Kia and Hyundai free software upgrade aimed at curbing thefts

Kia and Hyundai are taking a major step to decrease thefts of these cars across the nation.

Certain models without push starts are missing an electronic security device called an engine immobilizer, which makes them easier to start without a key. A social media trend shows thieves how to start them with a USB drive or screwdriver, which has led to car thefts across the nation.

"There was a decision made by these companies years ago to save money and now it's coming back to haunt them and they should do the right thing," Mark Kulda, vice president of public affairs for the Insurance Federation of Minnesota.

On Tuesday, the two automakers announced a new free, anti-theft software upgrade that will require drivers to have a key to start a car.

Kulda said a survey of the members of the Insurance Federation of Minnesota found some of the largest insurance companies stopped renewing policies for Hyundais and Kias because it's become too expensive to insure them.

"It's something that is very, very unusual. I had never seen this happen ever in the 20 years or so that I've been dealing with insurance," Kulda said.

Approximately 3.8 million Hyundais and 4.5 million Kias are eligible, according to the National Highway Traffic Safety Administration. Kia said it has started contacting affected owners. Hyundai said affected owners can go to their nearest dealership and the upgrade will take less than a hour. Hyundai also said it will provide window stickers to help deter thieves.

"If we start to see that fewer Kias and Hyundais are being stolen and there's fewer claims costs, then I think insurers will get back into the marketplace," Kulda said.

Karlee Bliss said she felt "violated" after her Hyundai Tucson was taken from her secure garage in Burnsville last month. She tracked her car using an app Hyundai uses called Bluelink. She and her husband found it in an alley in Minneapolis with people sitting inside. They called police, and they made two arrests.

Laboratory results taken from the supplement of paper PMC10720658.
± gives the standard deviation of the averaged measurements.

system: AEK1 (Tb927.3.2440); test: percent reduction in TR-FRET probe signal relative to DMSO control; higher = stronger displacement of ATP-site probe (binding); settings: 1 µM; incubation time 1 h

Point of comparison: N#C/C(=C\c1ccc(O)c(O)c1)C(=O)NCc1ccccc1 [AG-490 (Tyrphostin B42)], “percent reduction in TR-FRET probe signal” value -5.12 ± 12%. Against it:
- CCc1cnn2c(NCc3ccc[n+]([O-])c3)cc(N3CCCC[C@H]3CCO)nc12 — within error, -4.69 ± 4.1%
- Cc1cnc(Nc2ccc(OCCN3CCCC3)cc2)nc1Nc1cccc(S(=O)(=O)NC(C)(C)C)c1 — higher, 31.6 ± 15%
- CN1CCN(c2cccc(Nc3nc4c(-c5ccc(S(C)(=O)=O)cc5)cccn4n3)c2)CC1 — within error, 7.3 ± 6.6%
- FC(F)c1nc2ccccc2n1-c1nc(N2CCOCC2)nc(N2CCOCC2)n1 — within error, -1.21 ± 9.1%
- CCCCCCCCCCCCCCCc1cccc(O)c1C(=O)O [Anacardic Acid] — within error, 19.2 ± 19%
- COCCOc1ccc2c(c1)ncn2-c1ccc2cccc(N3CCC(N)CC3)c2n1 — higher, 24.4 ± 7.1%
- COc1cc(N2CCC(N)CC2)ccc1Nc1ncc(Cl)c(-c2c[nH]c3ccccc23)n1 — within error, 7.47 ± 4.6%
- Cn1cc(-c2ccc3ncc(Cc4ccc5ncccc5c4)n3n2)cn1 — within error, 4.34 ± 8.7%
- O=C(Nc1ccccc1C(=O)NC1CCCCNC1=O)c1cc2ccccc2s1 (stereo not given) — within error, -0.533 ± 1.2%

"It's very weird. Coming upon your car and having somebody else sitting in is just a weird feeling," Bliss explained.

She feels lucky she found the car but still had to pay the $500 deductible. The thieves had also stolen car seats and other valuable items from her car. The next day, her husband, who also drives a Hyundai, bought two steering wheel locks.

"It's a real big pain to use every time you park, but to have the little extra security helps a lot (and provides) peace of mind," Bliss said.

Both companies will roll out the software updates in a phased approach. Kia will begin to update vehicles later this month, with ensuing phases throughout the next several months.

The following Hyundai vehicles will be eligible for the update on Feb. 14:

  • 2017-2020 Elantra
  • 2015-2019 Sonata
  • 2020-2021 Venue

The following Hyundai vehicles will be eligible for the update in June:

  • 2018-2022 Accent
  • 2011-2016 Elantra
  • 2021-2022 Elantra
  • 2018-2020 Elantra GT
  • 2011-2014 Genesis Coupe
  • 2018-2022 Kona
  • 2020-2021 Palisade
  • 2013-2018 Santa Fe Sport
  • 2013-2022 Santa Fe
  • 2019 Santa Fe XL
  • 2011-2014 Sonata
  • 2011-2022 Tucson
  • 2012-2017, 2019-2021 Veloster

Hyundai said more information is available at, where customers can input their vehicle’s VIN to find out when it is eligible for the software upgrade.